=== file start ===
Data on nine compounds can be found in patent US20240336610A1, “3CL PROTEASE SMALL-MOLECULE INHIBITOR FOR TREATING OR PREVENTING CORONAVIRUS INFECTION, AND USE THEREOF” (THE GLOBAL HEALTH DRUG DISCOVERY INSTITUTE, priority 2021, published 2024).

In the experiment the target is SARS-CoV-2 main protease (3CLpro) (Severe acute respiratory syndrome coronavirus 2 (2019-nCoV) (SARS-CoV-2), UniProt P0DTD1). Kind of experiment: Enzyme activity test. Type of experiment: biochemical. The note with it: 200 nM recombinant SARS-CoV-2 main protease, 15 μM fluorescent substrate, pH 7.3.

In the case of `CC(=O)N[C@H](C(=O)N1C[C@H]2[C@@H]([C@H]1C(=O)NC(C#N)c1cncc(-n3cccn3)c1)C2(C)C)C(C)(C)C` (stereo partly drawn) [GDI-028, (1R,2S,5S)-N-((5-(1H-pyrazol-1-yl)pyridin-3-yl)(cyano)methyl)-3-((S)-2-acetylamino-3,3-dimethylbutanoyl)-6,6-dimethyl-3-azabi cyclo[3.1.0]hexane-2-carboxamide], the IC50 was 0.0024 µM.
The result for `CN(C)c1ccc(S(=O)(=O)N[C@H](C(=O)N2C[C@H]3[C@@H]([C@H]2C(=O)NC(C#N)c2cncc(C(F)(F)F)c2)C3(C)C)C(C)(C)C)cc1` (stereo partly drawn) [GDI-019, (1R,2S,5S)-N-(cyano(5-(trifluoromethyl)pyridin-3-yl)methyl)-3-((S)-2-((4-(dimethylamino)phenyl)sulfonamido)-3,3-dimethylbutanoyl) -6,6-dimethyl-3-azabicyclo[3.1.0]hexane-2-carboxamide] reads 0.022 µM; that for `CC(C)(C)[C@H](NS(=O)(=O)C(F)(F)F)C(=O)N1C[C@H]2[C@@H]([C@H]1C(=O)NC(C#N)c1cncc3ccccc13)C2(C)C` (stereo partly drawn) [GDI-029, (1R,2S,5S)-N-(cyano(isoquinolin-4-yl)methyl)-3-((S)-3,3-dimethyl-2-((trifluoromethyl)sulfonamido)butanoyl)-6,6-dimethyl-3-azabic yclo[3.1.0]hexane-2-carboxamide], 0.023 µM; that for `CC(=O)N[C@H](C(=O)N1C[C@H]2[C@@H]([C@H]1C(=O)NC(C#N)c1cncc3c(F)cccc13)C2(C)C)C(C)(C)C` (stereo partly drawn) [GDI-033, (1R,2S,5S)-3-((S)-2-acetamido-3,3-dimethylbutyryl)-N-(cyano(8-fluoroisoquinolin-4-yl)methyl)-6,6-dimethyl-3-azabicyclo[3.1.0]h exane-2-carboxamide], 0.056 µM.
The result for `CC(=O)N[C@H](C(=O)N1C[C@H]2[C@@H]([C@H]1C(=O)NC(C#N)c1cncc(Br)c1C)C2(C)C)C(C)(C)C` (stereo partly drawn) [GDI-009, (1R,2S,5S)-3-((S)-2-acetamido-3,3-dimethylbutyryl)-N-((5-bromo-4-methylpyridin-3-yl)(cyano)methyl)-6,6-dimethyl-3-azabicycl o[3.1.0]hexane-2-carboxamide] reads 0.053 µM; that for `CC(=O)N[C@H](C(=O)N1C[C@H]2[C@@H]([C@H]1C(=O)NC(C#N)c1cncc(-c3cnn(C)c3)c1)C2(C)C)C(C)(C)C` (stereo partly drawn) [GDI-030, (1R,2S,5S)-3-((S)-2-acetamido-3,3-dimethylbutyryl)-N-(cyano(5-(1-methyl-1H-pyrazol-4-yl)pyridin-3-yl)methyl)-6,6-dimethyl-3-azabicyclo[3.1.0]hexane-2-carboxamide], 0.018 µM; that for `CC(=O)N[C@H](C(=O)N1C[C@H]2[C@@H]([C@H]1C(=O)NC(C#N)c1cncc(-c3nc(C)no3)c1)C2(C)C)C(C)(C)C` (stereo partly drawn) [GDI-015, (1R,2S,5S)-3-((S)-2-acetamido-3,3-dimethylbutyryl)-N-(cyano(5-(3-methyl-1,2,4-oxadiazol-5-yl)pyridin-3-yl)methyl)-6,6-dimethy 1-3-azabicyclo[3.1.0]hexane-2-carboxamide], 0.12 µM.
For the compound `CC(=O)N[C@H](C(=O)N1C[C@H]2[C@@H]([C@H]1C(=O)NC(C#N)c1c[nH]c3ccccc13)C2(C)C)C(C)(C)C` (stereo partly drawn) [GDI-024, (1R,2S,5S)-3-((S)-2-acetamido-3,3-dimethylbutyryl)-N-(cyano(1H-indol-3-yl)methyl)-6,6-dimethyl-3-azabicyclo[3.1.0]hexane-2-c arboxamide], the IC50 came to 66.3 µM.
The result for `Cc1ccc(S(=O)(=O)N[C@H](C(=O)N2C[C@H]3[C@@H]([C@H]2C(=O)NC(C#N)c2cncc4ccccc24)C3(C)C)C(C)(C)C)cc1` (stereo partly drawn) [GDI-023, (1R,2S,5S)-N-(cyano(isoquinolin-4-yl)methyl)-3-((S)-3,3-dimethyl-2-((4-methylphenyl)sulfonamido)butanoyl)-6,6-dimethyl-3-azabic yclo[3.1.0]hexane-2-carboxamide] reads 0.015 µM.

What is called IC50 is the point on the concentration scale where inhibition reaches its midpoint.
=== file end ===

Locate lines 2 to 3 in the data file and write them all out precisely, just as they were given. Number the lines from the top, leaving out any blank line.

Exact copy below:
In the experiment the target is SARS-CoV-2 main protease (3CLpro) (Severe acute respiratory syndrome coronavirus 2 (2019-nCoV) (SARS-CoV-2), UniProt P0DTD1). Kind of experiment: Enzyme activity test. Type of experiment: biochemical. The note with it: 200 nM recombinant SARS-CoV-2 main protease, 15 μM fluorescent substrate, pH 7.3.

In the case of `CC(=O)N[C@H](C(=O)N1C[C@H]2[C@@H]([C@H]1C(=O)NC(C#N)c1cncc(-n3cccn3)c1)C2(C)C)C(C)(C)C` (stereo partly drawn) [GDI-028, (1R,2S,5S)-N-((5-(1H-pyrazol-1-yl)pyridin-3-yl)(cyano)methyl)-3-((S)-2-acetylamino-3,3-dimethylbutanoyl)-6,6-dimethyl-3-azabi cyclo[3.1.0]hexane-2-carboxamide], the IC50 was 0.0024 µM.